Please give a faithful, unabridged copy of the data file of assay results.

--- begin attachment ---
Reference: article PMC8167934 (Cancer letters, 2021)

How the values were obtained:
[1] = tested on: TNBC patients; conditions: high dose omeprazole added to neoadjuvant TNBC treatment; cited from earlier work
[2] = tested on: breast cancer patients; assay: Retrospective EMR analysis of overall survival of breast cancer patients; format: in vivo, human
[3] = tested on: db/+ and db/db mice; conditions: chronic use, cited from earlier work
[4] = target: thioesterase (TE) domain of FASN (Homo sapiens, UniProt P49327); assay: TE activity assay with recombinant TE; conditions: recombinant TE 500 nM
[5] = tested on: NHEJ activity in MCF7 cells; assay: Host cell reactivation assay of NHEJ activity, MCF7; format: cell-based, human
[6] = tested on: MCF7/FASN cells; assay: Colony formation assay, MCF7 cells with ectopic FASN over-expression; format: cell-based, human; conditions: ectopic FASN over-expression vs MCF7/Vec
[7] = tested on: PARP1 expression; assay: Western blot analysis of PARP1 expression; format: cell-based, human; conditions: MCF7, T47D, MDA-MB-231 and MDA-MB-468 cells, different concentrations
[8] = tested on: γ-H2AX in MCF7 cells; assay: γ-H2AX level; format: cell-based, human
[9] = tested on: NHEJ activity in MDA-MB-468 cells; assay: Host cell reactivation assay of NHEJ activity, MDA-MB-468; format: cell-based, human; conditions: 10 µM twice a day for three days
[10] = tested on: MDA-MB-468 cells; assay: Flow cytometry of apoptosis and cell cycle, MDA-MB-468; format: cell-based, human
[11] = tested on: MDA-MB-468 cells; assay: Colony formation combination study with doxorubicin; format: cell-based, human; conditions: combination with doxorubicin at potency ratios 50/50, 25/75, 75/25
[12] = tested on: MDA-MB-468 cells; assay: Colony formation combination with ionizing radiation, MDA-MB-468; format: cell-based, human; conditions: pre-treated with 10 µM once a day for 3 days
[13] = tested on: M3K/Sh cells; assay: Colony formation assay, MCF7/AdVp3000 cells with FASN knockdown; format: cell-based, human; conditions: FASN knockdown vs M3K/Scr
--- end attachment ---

Reference: article PMC8167934 (Cancer letters, 2021)

How the values were obtained:
[1] = tested on: TNBC patients; conditions: high dose omeprazole added to neoadjuvant TNBC treatment; cited from earlier work
[2] = tested on: breast cancer patients; assay: Retrospective EMR analysis of overall survival of breast cancer patients; format: in vivo, human
[3] = tested on: db/+ and db/db mice; conditions: chronic use, cited from earlier work
[4] = target: thioesterase (TE) domain of FASN (Homo sapiens, UniProt P49327); assay: TE activity assay with recombinant TE; conditions: recombinant TE 500 nM
[5] = tested on: NHEJ activity in MCF7 cells; assay: Host cell reactivation assay of NHEJ activity, MCF7; format: cell-based, human
[6] = tested on: MCF7/FASN cells; assay: Colony formation assay, MCF7 cells with ectopic FASN over-expression; format: cell-based, human; conditions: ectopic FASN over-expression vs MCF7/Vec
[7] = tested on: PARP1 expression; assay: Western blot analysis of PARP1 expression; format: cell-based, human; conditions: MCF7, T47D, MDA-MB-231 and MDA-MB-468 cells, different concentrations
[8] = tested on: γ-H2AX in MCF7 cells; assay: γ-H2AX level; format: cell-based, human
[9] = tested on: NHEJ activity in MDA-MB-468 cells; assay: Host cell reactivation assay of NHEJ activity, MDA-MB-468; format: cell-based, human; conditions: 10 µM twice a day for three days
[10] = tested on: MDA-MB-468 cells; assay: Flow cytometry of apoptosis and cell cycle, MDA-MB-468; format: cell-based, human
[11] = tested on: MDA-MB-468 cells; assay: Colony formation combination study with doxorubicin; format: cell-based, human; conditions: combination with doxorubicin at potency ratios 50/50, 25/75, 75/25
[12] = tested on: MDA-MB-468 cells; assay: Colony formation combination with ionizing radiation, MDA-MB-468; format: cell-based, human; conditions: pre-treated with 10 µM once a day for 3 days
[13] = tested on: M3K/Sh cells; assay: Colony formation assay, MCF7/AdVp3000 cells with FASN knockdown; format: cell-based, human; conditions: FASN knockdown vs M3K/Scr